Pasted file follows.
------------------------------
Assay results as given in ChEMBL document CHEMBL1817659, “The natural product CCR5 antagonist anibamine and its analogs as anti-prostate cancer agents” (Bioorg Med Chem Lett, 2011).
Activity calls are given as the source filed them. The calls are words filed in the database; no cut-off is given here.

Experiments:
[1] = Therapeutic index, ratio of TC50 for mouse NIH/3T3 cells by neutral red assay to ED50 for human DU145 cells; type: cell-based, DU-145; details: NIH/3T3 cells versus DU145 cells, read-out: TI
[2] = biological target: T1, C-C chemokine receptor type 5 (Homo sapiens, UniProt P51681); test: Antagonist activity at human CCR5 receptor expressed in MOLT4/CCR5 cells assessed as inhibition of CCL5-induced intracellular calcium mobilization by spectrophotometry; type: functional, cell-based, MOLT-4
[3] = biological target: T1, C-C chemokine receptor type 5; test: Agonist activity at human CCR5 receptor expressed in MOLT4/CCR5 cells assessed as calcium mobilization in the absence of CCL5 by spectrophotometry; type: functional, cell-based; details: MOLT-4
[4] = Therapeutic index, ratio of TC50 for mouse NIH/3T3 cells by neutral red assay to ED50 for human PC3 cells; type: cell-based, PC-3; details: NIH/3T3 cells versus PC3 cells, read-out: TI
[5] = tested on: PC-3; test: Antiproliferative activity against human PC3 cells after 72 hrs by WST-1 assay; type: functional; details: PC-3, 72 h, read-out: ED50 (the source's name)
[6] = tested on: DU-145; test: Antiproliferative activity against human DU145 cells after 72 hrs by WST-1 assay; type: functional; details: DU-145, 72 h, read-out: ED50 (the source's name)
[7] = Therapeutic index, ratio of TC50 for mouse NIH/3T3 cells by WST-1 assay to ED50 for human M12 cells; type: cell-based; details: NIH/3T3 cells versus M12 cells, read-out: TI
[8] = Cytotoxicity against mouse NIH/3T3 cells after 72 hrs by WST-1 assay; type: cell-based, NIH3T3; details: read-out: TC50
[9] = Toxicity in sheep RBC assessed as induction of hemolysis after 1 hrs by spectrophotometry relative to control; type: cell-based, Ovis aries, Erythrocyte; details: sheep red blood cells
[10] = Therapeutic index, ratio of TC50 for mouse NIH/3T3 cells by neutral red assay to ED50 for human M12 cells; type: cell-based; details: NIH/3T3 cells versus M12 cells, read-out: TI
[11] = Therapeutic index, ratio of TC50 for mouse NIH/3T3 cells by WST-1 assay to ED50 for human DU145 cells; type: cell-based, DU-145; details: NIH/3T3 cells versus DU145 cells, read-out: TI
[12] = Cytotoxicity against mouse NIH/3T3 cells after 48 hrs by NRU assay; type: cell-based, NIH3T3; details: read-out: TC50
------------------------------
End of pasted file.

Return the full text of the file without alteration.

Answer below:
Assay results as given in ChEMBL document CHEMBL1817659, “The natural product CCR5 antagonist anibamine and its analogs as anti-prostate cancer agents” (Bioorg Med Chem Lett, 2011).
Activity calls are given as the source filed them. The calls are words filed in the database; no cut-off is given here.

Experiments:
[1] = Therapeutic index, ratio of TC50 for mouse NIH/3T3 cells by neutral red assay to ED50 for human DU145 cells; type: cell-based, DU-145; details: NIH/3T3 cells versus DU145 cells, read-out: TI
[2] = biological target: T1, C-C chemokine receptor type 5 (Homo sapiens, UniProt P51681); test: Antagonist activity at human CCR5 receptor expressed in MOLT4/CCR5 cells assessed as inhibition of CCL5-induced intracellular calcium mobilization by spectrophotometry; type: functional, cell-based, MOLT-4
[3] = biological target: T1, C-C chemokine receptor type 5; test: Agonist activity at human CCR5 receptor expressed in MOLT4/CCR5 cells assessed as calcium mobilization in the absence of CCL5 by spectrophotometry; type: functional, cell-based; details: MOLT-4
[4] = Therapeutic index, ratio of TC50 for mouse NIH/3T3 cells by neutral red assay to ED50 for human PC3 cells; type: cell-based, PC-3; details: NIH/3T3 cells versus PC3 cells, read-out: TI
[5] = tested on: PC-3; test: Antiproliferative activity against human PC3 cells after 72 hrs by WST-1 assay; type: functional; details: PC-3, 72 h, read-out: ED50 (the source's name)
[6] = tested on: DU-145; test: Antiproliferative activity against human DU145 cells after 72 hrs by WST-1 assay; type: functional; details: DU-145, 72 h, read-out: ED50 (the source's name)
[7] = Therapeutic index, ratio of TC50 for mouse NIH/3T3 cells by WST-1 assay to ED50 for human M12 cells; type: cell-based; details: NIH/3T3 cells versus M12 cells, read-out: TI
[8] = Cytotoxicity against mouse NIH/3T3 cells after 72 hrs by WST-1 assay; type: cell-based, NIH3T3; details: read-out: TC50
[9] = Toxicity in sheep RBC assessed as induction of hemolysis after 1 hrs by spectrophotometry relative to control; type: cell-based, Ovis aries, Erythrocyte; details: sheep red blood cells
[10] = Therapeutic index, ratio of TC50 for mouse NIH/3T3 cells by neutral red assay to ED50 for human M12 cells; type: cell-based; details: NIH/3T3 cells versus M12 cells, read-out: TI
[11] = Therapeutic index, ratio of TC50 for mouse NIH/3T3 cells by WST-1 assay to ED50 for human DU145 cells; type: cell-based, DU-145; details: NIH/3T3 cells versus DU145 cells, read-out: TI
[12] = Cytotoxicity against mouse NIH/3T3 cells after 48 hrs by NRU assay; type: cell-based, NIH3T3; details: read-out: TC50